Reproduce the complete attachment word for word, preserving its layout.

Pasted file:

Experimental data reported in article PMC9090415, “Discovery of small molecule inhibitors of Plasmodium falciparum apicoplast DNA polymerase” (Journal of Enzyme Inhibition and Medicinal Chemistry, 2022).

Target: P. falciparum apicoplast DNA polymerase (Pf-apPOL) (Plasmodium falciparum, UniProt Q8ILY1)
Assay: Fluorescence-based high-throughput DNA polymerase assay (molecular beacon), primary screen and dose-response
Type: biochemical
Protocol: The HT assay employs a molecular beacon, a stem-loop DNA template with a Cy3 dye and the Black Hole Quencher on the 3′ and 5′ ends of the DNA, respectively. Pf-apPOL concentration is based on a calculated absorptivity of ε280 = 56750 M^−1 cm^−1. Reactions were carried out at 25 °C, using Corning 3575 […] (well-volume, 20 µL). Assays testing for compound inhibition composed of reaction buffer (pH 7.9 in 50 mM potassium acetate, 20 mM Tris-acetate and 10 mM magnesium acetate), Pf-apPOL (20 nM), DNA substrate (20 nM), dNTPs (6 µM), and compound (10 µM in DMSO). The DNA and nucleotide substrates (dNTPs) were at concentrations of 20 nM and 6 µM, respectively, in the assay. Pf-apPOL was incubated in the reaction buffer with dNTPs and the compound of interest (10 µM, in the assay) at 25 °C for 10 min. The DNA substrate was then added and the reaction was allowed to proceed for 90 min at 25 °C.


Experimental data reported in article PMC9090415, “Discovery of small molecule inhibitors of Plasmodium falciparum apicoplast DNA polymerase” (Journal of Enzyme Inhibition and Medicinal Chemistry, 2022).

Target: P. falciparum apicoplast DNA polymerase (Pf-apPOL) (Plasmodium falciparum, UniProt Q8ILY1)
Assay: Fluorescence-based high-throughput DNA polymerase assay (molecular beacon), primary screen and dose-response
Type: biochemical
Protocol: The HT assay employs a molecular beacon, a stem-loop DNA template with a Cy3 dye and the Black Hole Quencher on the 3′ and 5′ ends of the DNA, respectively. Pf-apPOL concentration is based on a calculated absorptivity of ε280 = 56750 M^−1 cm^−1. Reactions were carried out at 25 °C, using Corning 3575 […] (well-volume, 20 µL). Assays testing for compound inhibition composed of reaction buffer (pH 7.9 in 50 mM potassium acetate, 20 mM Tris-acetate and 10 mM magnesium acetate), Pf-apPOL (20 nM), DNA substrate (20 nM), dNTPs (6 µM), and compound (10 µM in DMSO). The DNA and nucleotide substrates (dNTPs) were at concentrations of 20 nM and 6 µM, respectively, in the assay. Pf-apPOL was incubated in the reaction buffer with dNTPs and the compound of interest (10 µM, in the assay) at 25 °C for 10 min. The DNA substrate was then added and the reaction was allowed to proceed for 90 min at 25 °C.